Mark Feshbach

In Memoriam

Mark Feshbach died this past August after a terrible and hard fight with cancer. Mark was born sixty years ago, the son of the famous M.I.T. physics professor Herman Feshbach. He was an undergraduate at Yale, where he met his wife Andrea. He went on to graduate school at Stanford, obtaining his Ph.D. in 1976 under Greg Brumfiel. His thesis contained a brilliant generalization of the classical double coset formula-from homological algebra-to the framework of Lie groups. Mark then went on to Northwestern University where he taught for two years before joining our department in 1978 as an assistant professor. He was promoted first to associate professor and then to full professor in 1988.

In his research Mark seemed to have a knack for homing in on results which were fundamental and of lasting significance. In a number of instances lines of development which Mark started have subsequently been taken up and pursued further by others, but Mark was there first. His thesis work on the Becker-Gottlieb transfer for compact Lie groups is an example of this. So also is his work with Dave Benson on stable splittings of classifying spaces. It is definitive, and paved the way for others (including his student Mike Catalano) who have done further calculations and taken the theory further. Another example is Mark's construction of a transfer map for Hopf algebras in quite general circumstances. He was one of the world experts on group cohomology, making definitive calculations at various stages of his career: for orthogonal groups early on, and more recently for the symmetric groups. Although the cohomology of symmetric groups has been described many times, it is Mark's approach which recently has inspired others to go further. It was also Mark who identified the role of 'essential elements' in group cohomology, a concept which is seen as fundamental. Mark was an excellent collaborator, working jointly with Stewart Priddy, Bernard Badzioch, Len Evens, Jean Lannes and Sasha Voronov.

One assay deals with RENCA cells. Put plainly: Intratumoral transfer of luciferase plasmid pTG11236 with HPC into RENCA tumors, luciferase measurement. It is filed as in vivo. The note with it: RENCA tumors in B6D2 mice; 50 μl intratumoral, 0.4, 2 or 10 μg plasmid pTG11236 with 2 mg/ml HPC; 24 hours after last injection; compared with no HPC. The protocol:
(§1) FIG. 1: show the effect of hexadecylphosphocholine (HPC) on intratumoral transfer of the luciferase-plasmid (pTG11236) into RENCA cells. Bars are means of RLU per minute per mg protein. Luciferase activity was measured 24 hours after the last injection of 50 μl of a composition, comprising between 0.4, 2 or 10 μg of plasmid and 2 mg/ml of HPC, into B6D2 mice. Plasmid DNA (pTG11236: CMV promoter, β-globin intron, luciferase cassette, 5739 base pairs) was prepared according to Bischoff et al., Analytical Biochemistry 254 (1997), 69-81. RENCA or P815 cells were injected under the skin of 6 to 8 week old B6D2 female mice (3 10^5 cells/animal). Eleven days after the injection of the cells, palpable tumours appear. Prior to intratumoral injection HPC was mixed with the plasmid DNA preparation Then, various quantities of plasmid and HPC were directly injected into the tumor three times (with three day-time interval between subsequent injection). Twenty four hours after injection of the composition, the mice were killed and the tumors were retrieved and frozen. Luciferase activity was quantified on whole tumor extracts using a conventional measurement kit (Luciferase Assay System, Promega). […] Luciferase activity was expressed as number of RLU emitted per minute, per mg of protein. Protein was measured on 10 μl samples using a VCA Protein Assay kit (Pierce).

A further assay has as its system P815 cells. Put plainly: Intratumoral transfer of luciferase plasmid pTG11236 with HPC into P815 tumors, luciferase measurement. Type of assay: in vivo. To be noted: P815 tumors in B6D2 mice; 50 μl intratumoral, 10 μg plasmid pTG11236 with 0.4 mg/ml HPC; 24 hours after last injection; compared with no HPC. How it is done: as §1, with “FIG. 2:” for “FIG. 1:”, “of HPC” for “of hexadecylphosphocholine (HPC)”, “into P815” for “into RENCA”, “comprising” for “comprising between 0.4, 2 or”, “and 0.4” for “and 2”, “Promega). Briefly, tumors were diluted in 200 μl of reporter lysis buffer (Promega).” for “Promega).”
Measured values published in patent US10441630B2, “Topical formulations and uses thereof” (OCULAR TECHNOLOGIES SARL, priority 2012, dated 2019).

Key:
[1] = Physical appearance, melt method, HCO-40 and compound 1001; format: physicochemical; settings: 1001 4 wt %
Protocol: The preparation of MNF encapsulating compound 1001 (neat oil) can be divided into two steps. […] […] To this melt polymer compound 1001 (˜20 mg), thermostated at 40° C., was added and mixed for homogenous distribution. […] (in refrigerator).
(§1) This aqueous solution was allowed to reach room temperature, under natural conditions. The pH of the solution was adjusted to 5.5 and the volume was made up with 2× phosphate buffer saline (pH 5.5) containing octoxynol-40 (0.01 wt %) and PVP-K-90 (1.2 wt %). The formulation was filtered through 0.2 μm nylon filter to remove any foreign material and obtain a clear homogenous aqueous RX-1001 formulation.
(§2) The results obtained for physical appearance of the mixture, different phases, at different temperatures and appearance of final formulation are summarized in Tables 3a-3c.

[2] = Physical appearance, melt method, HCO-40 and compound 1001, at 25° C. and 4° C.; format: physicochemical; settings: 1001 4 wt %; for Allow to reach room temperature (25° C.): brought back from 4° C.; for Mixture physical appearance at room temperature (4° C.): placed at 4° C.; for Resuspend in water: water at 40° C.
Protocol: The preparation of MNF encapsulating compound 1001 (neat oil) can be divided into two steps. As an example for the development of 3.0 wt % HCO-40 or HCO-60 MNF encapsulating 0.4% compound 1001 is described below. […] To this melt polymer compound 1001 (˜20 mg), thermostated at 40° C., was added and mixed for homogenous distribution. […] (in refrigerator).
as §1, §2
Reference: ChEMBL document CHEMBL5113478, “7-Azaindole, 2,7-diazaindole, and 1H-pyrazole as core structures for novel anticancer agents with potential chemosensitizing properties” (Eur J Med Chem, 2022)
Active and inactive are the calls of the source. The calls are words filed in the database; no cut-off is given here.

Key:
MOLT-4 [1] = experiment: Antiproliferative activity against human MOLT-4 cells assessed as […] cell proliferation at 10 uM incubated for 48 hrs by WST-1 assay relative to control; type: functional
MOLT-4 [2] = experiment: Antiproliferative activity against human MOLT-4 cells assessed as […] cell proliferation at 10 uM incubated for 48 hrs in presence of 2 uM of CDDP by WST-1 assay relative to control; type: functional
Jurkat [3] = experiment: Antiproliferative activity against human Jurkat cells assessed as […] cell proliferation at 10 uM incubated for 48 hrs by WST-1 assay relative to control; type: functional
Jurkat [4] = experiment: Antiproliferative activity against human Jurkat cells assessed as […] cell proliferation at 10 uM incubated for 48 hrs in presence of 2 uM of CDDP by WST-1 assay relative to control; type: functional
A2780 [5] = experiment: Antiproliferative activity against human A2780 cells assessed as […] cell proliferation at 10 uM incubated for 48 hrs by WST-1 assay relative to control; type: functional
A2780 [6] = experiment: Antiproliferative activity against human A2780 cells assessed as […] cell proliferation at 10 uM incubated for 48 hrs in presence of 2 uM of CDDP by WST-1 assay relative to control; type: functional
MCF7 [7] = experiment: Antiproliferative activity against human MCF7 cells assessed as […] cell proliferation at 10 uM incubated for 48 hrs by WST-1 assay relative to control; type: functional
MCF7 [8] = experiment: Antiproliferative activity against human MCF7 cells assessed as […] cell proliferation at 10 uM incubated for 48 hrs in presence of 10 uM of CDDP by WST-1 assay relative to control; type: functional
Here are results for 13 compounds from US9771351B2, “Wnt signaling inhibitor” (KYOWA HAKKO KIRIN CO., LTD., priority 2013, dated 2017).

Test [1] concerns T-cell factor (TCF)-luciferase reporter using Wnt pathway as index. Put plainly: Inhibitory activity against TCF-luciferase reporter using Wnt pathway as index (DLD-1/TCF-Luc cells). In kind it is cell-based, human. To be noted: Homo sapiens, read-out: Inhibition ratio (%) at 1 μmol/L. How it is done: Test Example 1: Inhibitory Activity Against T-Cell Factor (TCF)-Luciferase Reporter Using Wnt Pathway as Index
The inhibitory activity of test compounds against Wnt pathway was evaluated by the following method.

Mark had two students: Mike Catalano and James Swenson. He spent the two years 2007 - 2009 serving as program officer in the section on geometry and topology in the mathematical sciences division at the National Science Foundation in Washington DC. He traveled extensively, including visits to Sherbrooke (Canada), and several trips to Mexico, China and France. He signed on to be the director of undergraduate studies our department, starting in June, 2010, and, even while battling his illness, was actively involved in running and revamping the undergraduate program.

Mark and his wife Andrea were married for more than 30 years. They had two children, Rachel and David, now young adults on their way to becoming young professional people. They shared many interests in common, including cooking, music, Siberian huskies, the Yale alumni association, the Shir Tikvah synagogue,... The bar and bat mitzvahs of the children were joyous family events. Mark is sorely missed by family, friends and colleagues.

A Memorial Fund for graduate student fellowships in mathematics has been established in Mark's honor.